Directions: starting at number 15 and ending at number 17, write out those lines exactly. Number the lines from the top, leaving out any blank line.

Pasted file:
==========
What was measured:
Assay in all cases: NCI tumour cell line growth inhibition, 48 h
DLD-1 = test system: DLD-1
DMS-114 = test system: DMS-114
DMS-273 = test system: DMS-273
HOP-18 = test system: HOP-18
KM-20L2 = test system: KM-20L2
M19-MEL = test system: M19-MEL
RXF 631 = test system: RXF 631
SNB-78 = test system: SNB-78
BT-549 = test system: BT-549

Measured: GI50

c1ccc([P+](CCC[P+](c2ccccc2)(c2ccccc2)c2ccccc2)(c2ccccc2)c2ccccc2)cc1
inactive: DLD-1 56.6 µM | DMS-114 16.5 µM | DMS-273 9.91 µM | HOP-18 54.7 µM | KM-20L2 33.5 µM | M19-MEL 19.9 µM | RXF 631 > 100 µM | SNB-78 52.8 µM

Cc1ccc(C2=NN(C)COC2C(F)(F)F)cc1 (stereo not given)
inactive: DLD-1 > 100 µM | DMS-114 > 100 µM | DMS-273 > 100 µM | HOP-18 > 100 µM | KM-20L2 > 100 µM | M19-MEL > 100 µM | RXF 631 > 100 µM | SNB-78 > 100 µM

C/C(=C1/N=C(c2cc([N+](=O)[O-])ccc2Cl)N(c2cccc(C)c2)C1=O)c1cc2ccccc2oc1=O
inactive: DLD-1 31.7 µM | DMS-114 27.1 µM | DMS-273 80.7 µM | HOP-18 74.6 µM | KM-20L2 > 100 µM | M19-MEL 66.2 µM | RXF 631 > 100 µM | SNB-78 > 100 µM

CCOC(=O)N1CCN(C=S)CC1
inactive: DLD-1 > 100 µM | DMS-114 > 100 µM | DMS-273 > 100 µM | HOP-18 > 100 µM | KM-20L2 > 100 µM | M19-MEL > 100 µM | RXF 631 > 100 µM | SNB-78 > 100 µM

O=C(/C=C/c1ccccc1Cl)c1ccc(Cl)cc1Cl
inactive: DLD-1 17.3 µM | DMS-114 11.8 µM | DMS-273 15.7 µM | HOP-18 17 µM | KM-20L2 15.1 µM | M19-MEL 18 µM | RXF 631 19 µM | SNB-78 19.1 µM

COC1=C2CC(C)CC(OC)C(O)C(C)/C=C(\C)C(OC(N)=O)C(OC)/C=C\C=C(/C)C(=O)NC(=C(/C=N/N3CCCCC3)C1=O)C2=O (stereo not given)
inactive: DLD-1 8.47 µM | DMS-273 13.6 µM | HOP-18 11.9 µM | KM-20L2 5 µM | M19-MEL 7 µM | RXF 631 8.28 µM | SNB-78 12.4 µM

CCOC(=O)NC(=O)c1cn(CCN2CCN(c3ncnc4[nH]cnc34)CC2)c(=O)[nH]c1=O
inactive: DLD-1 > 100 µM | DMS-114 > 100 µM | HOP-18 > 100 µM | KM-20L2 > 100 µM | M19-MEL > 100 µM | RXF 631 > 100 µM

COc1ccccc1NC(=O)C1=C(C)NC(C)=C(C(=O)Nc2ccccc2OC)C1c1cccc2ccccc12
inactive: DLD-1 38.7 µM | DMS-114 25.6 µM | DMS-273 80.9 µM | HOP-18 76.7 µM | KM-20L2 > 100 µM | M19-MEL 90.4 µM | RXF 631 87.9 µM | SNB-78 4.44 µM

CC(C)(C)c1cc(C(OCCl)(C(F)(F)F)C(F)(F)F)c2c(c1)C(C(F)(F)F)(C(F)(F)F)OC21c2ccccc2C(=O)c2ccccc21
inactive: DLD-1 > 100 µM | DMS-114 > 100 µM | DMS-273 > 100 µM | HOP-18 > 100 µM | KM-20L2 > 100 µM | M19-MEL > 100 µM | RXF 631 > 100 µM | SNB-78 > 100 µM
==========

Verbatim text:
Cc1ccc(C2=NN(C)COC2C(F)(F)F)cc1 (stereo not given)
inactive: DLD-1 > 100 µM | DMS-114 > 100 µM | DMS-273 > 100 µM | HOP-18 > 100 µM | KM-20L2 > 100 µM | M19-MEL > 100 µM | RXF 631 > 100 µM | SNB-78 > 100 µM

C/C(=C1/N=C(c2cc([N+](=O)[O-])ccc2Cl)N(c2cccc(C)c2)C1=O)c1cc2ccccc2oc1=O